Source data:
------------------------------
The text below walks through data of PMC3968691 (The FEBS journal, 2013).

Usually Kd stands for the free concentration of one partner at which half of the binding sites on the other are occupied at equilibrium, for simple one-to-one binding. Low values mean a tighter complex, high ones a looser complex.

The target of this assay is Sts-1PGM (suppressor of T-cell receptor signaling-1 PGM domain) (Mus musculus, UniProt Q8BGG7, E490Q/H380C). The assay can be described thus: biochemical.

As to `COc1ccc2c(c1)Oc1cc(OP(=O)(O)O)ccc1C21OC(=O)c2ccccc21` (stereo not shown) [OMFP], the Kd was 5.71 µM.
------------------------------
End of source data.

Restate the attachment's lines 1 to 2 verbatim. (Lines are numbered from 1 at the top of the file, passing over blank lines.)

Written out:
The text below walks through data of PMC3968691 (The FEBS journal, 2013).

Usually Kd stands for the free concentration of one partner at which half of the binding sites on the other are occupied at equilibrium, for simple one-to-one binding. Low values mean a tighter complex, high ones a looser complex.